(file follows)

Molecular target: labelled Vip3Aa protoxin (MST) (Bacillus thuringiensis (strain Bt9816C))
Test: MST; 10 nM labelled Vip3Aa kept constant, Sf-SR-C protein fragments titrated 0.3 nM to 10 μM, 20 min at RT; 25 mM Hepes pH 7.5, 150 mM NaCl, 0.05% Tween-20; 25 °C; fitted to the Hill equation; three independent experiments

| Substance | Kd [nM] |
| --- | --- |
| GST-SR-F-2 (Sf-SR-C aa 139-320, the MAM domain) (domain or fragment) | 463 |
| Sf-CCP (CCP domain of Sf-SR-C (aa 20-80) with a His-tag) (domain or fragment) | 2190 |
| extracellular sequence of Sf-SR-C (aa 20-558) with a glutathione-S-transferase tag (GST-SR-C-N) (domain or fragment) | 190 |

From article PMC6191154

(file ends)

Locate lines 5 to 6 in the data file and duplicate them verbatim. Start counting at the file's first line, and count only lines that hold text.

| GST-SR-F-2 (Sf-SR-C aa 139-320, the MAM domain) (domain or fragment) | 463 |
| Sf-CCP (CCP domain of Sf-SR-C (aa 20-80) with a His-tag) (domain or fragment) | 2190 |